Yeah, I'm not really sure what the desired solution to this issue would be. I figure if someone is doing that kind of array access in their app, they wouldn't be using the array feature here.

@alexlafroscia
alexlafroscia Dec 11, 2016 Contributor

I added a note to the docs in the "When not to use this" section about accessing large indices directly, and that not playing very nicely with destructuring. Now sure what else we could do, other than setting some arbitrary (or user-configurable) threshold on when to require it.

lib/rules/prefer-destructuring.js
+ }
+
+ if (node.init.type === "Identifier") {
+ const objectExpression = node.id.type === "ObjectPattern" && node.id;
@not-an-aardvark
not-an-aardvark Dec 11, 2016 Member

It's not a big issue, but this line is a bit confusing to me (at first glance, the && node.id part seemed redundant). I see what the code is trying to do, but I think it would be clearer if it looked something like this instead:

if (node.id.type === "ObjectPattern") {
    const objectExpression = node.id;
    // ...
}
lib/rules/prefer-destructuring.js
+ const objectExpression = node.id.type === "ObjectPattern" && node.id;
+
+ if (objectExpression) {
+ const prop = objectExpression.properties[0];
@not-an-aardvark
not-an-aardvark Dec 11, 2016 Member

As far as I can tell, this is only checking the first property of the object pattern. I'm not sure we should do this check at all in this rule (see my comment on prefer-destructuring below), but if we do decide to keep the check in this rule, it would be better if the check was performed for all properties, not just the first property.

lib/rules/prefer-destructuring.js
+ const key = prop.key;
+ const value = prop.value;
+
+ if ((key.name === value.name) && (key.start !== value.start)) {
@not-an-aardvark
not-an-aardvark Dec 11, 2016 Member

It would be better to use if (!prop.shorthand) instead of if (key.start !== value.start).

lib/rules/prefer-destructuring.js
+ const value = prop.value;
+
+ if ((key.name === value.name) && (key.start !== value.start)) {
+ context.report({ node: prop, message: "Unnecessary duplicate variable name" });
@not-an-aardvark
not-an-aardvark Dec 11, 2016 edited Member

From what I can tell, this logic is intended to report code like the following:

var {foo: foo} = bar;

But I don't think this check should be part of the prefer-destructuring rule, because we already have the object-shorthand rule to handle code like this. (edit: Actually it's the no-useless-rename rule, but it doesn't change this point.)

@alexlafroscia
alexlafroscia Dec 11, 2016 Contributor

Yes, you're right that that's what that intends to protect against. Assuming object-shorthand would catch that, I can remove the check here.

lib/rules/prefer-destructuring.js
+ const variableIdentifier = node.id;
+ const property = node.init.property;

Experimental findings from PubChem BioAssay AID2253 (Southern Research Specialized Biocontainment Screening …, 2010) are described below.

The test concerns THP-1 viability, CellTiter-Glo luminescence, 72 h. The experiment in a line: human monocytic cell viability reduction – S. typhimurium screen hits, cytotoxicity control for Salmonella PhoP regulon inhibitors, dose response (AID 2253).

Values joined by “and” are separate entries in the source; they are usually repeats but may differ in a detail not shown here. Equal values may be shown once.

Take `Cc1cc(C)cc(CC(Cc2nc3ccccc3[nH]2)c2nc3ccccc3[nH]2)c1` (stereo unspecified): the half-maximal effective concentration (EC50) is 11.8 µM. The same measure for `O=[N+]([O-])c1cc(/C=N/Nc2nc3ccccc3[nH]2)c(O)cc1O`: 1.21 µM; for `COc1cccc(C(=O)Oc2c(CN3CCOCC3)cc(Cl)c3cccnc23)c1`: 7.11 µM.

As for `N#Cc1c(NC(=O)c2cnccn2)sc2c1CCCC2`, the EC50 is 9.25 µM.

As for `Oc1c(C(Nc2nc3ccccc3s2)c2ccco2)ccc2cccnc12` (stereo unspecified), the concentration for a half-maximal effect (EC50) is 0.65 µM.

+
+ if (property.type === "Literal" && variableIdentifier.name === property.value) {
@not-an-aardvark
not-an-aardvark Dec 11, 2016 Member

It looks like this only reports

var foo = bar.foo;

but it doesn't report

var foo = bar.baz;

I think this is incorrect behavior, because the latter could be replaced with

var {baz: foo} = bar;
@alexlafroscia
alexlafroscia Dec 11, 2016 Contributor

Good point. I think it would be good to solicit some feedback on this. My assumption was that, if the property name and variable name didn't match, the rule just isn't applicable. However, we're right that it could be done the other way, although writing out

var { baz: foo } = bar;

is way more confusing to read than

var foo = bar.baz;

I'm not sure the rule should enforce the first destructure-and-alias-name version; maybe that should be a configuration option?

@platinumazure
platinumazure Dec 11, 2016 Member

👍 on having that at least be a configuration option-- the destructuring way seems a bit confusing.

@not-an-aardvark
not-an-aardvark Dec 11, 2016 Member

I'd also be fine with having a configuration option for it.

@alexlafroscia
alexlafroscia Dec 11, 2016 Contributor

So, that would make the configuration options look something like:

{
  "rules": {
    "prefer-destructuring": ["error", {
      "array": true,
      "object": true
    }]
  }
}

to exhibit the current behavior (not requiring that mis-matched names be destructured) and then something like

{
  "rules": {
    "prefer-destructuring": ["error", {
      "array": true,
      "object": { "some-configuration-key": true }
    }]
  }
}

for the more strict approach? What might be a good name for some-configuration-key?

@alexlafroscia
alexlafroscia Dec 11, 2016 Contributor

Or, would the more-strict definition be the default, with an option to make it more relaxed?

@alexlafroscia
alexlafroscia Dec 12, 2016 edited Contributor

The refactoring I did here makes it seem like this was addressed (because the code changed), but it hasn't been yet.

It's too bad there's no way to tell GitHub that this chain of comments isn't actually outdated.